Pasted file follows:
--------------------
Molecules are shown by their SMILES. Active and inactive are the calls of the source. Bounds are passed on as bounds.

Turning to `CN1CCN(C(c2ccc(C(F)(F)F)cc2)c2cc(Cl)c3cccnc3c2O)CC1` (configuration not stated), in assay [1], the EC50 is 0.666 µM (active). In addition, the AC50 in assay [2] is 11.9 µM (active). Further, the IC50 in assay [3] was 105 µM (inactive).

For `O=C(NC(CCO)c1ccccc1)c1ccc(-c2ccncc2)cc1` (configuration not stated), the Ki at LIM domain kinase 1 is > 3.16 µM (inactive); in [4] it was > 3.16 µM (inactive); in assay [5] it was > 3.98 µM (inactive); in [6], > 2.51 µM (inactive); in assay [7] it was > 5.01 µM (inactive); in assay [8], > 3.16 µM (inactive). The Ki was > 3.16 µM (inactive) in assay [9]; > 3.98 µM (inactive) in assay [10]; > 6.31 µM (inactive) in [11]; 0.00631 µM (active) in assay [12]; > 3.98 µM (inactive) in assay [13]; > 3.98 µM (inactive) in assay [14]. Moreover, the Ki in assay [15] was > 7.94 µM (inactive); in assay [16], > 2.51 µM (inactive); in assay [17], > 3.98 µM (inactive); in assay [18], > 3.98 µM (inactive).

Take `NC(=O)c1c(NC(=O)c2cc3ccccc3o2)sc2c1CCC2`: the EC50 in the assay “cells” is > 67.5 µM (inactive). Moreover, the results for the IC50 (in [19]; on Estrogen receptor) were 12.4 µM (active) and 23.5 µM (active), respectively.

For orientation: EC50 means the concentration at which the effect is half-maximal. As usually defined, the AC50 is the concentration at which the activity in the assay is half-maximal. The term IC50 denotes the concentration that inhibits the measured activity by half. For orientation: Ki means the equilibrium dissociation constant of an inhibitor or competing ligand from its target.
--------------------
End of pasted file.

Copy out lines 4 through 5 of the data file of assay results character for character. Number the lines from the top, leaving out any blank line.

Take `NC(=O)c1c(NC(=O)c2cc3ccccc3o2)sc2c1CCC2`: the EC50 in the assay “cells” is > 67.5 µM (inactive). Moreover, the results for the IC50 (in [19]; on Estrogen receptor) were 12.4 µM (active) and 23.5 µM (active), respectively.

For orientation: EC50 means the concentration at which the effect is half-maximal. As usually defined, the AC50 is the concentration at which the activity in the assay is half-maximal. The term IC50 denotes the concentration that inhibits the measured activity by half. For orientation: Ki means the equilibrium dissociation constant of an inhibitor or competing ligand from its target.